Managed Accounts - Why The Lack of Competition?
I continue to do consulting work for non-ERISA government plans (403(b) and 457(b)) and one area of these plans that continues to bother me is Managed Accounts. Managed Accounts are also available and on the rise in 401(k) plans and enjoy Qualified Default Investment Alternative status with the Department of Labor. Yet, there is very little competition in this field.
The GAO conducted a study which was released in 2014 (find it here) which stated that only eight providers accounted for 95% of the managed account business. My experience is that Financial Engines and Morningstar/Ibbotson are the dominant providers and according to a Pensions and Investment article they are. Financial Engines accounts for nearly 60% of all managed accounts with Morningstar at close to 22%. Two providers make up 82% of the market.
There are over 9,000 mutual funds that we could invest in here in the United States, there are hundreds of thousands of financial advisors and depending on with whom you talk to, nearly 16,000 Registered Investment Advisors (of which managed account providers fall). Could you imagine if just two RIAs held 80% of the assets? What if just two mutual fund companies held 80% of the assets? If Vanguard was one...perhaps I'd be ok with that!
Financial Engines is the dominant player, partially because they had the first mover advantage, however one has to wonder whether that is the primary reason today. Recently, Voya Financial was sued by a participant in the Nestle 401(k) plan alleging that:
Voya devised an arrangement with Financial Engines in which it collected excessive fees for investment-advice services, and concealed “the true nature of the arrangement.”
Has Financial Engines created a situation where record-keepers have no incentive to open up their system to other managed account providers? Perhaps this lawsuit will shed some light on how record-keepers work with managed account providers.
Managed accounts, a service that is simply money management (with options for additional planning) is not treated like other money management services. Most defined contribution plans these days are open architecture, that is, they offer just about any mutual fund you could want. This allows plan fiduciaries to properly monitor their lineups and make necessary changes with little conflicts of interest. The same cannot be said for managed accounts.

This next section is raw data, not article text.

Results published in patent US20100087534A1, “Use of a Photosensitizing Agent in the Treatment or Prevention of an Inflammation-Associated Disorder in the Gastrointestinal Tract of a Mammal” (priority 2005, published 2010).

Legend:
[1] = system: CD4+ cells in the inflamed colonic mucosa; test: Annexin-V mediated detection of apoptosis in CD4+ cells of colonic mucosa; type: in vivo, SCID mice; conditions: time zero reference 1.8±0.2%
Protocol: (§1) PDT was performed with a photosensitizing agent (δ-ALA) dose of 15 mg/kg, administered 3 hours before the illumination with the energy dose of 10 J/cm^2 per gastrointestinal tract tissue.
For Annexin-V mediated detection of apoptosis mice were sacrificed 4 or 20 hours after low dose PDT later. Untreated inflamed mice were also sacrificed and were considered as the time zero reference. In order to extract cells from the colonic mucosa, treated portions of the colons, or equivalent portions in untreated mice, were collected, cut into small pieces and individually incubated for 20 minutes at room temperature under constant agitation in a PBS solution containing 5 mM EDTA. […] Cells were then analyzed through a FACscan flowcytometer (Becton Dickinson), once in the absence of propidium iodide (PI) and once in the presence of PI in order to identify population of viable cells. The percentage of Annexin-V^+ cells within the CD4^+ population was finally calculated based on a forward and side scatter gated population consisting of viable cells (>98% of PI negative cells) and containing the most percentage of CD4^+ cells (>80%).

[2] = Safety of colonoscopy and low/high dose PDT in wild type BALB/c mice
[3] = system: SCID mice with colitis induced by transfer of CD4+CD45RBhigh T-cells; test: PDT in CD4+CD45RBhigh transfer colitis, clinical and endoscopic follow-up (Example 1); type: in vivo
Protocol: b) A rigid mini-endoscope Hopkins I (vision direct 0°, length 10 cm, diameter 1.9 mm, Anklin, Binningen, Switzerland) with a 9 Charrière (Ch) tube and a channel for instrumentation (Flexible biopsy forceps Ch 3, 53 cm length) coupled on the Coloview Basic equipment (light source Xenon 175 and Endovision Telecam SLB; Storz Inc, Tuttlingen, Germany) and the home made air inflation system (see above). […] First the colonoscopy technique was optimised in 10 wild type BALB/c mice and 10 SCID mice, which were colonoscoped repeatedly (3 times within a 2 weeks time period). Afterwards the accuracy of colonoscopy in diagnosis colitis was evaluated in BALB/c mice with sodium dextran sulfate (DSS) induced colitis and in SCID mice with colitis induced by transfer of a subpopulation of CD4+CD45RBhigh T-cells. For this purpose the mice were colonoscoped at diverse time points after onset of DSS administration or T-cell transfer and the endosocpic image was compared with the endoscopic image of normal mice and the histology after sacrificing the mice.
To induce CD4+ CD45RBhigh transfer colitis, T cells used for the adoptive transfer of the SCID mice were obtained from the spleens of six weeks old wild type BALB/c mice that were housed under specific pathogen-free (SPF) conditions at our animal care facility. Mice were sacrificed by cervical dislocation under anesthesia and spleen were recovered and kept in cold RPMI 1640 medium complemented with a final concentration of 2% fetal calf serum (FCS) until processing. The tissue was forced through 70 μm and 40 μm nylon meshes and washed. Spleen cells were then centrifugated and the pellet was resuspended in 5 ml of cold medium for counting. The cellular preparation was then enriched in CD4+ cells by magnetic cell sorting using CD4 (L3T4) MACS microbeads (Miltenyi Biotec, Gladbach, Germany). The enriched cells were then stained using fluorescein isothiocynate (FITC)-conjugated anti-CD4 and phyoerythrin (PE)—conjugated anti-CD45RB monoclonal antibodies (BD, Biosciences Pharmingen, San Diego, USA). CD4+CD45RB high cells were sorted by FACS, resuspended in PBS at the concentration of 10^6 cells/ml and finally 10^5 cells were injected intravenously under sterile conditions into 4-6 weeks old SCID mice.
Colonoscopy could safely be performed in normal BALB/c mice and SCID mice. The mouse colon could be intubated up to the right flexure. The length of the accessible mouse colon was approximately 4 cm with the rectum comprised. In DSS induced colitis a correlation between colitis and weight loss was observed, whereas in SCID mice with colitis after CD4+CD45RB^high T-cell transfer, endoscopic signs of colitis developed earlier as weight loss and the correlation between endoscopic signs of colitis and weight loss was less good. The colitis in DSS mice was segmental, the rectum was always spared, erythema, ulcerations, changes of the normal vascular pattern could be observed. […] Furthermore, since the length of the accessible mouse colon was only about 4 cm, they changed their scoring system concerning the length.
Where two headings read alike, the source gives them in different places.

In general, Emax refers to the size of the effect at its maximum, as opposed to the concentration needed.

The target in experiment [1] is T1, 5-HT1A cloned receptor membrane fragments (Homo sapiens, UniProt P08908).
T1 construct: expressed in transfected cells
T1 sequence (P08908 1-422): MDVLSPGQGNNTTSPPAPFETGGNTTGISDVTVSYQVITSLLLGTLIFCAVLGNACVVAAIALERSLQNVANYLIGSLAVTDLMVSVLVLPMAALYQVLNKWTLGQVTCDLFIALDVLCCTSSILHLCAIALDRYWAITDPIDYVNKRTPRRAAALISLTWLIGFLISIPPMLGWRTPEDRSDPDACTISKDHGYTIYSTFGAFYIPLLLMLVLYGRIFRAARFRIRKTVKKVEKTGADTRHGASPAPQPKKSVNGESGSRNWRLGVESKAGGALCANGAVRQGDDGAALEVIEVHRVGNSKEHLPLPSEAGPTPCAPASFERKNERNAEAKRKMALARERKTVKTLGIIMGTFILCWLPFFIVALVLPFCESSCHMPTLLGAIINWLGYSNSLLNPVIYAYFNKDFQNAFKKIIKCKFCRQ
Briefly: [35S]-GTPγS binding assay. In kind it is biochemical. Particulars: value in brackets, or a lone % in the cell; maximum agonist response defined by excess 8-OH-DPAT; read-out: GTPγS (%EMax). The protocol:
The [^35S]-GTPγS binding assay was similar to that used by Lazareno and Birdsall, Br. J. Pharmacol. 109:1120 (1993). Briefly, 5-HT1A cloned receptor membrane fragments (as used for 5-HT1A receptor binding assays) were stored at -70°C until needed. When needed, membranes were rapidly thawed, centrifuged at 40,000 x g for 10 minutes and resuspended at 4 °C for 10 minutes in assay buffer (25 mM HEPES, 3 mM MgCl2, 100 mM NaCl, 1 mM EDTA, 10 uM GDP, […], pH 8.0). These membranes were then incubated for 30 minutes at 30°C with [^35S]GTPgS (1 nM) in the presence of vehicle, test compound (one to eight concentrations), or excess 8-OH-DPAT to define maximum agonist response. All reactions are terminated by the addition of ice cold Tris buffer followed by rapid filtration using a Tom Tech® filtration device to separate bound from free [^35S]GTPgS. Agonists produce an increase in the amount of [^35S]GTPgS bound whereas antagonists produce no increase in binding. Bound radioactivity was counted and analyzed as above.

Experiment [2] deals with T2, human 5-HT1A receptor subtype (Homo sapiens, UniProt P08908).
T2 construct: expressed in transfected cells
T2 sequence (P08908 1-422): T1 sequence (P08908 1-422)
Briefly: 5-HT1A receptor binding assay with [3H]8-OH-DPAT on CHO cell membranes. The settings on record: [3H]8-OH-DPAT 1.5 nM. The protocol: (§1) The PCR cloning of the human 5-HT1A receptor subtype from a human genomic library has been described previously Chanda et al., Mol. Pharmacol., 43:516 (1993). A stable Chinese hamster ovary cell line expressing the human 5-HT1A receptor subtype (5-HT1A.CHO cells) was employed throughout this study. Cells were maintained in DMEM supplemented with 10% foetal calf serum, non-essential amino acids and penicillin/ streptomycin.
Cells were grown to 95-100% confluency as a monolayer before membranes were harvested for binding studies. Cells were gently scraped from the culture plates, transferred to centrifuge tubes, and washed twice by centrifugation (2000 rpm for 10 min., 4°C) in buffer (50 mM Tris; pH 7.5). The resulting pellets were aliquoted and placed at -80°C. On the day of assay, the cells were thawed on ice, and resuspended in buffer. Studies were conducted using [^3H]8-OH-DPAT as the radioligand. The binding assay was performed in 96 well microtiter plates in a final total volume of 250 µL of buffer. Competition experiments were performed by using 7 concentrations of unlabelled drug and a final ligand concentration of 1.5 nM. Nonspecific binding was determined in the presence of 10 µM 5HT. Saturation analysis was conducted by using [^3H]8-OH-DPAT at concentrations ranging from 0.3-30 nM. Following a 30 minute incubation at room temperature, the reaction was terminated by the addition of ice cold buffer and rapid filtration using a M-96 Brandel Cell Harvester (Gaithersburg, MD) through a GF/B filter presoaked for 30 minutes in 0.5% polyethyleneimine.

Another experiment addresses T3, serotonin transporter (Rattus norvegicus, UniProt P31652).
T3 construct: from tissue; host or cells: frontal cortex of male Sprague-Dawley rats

Managed accounts are incredibly difficult to monitor and if you want to replace the provider there is no way to conduct an open request for proposal process as the record-keeper determines who can be on their platform and most allow only one or just a handful. Managed accounts represent a revenue stream to record-keepers which is a major conflict of interest.
Managed accounts need to evolve like mutual funds, they should be interchangeable and have a process to monitor that is transparent and robust. Which brings me to my next point.
There is no Morningstar for managed accounts.
Morningstar built an incredible business redistributing mutual fund company data in a manner that was useful. No such service exists for managed accounts and Morningstar is not in a position to do so given that they are one of the providers.
While managed account providers do more than just manage money, their primary role is to do just that. Yet, there are only two real options for the vast majority of DC plans to choose from? Something isn't right in this market. I've spent a lot of time analyzing these programs and the providers know they have the power to do whatever they want because there are no other options. But WHY are there no or few other options?
This question needs to be answered. Managed Accounts are not smart phones, there is no reason that two providers should be dominating this market.
For the record, I believe managed accounts can be a valuable service if done right, monitored properly and priced appropriately. I'm confident this can become a reality.
Scott Dauenhauer, CFP, MPAS, AIF
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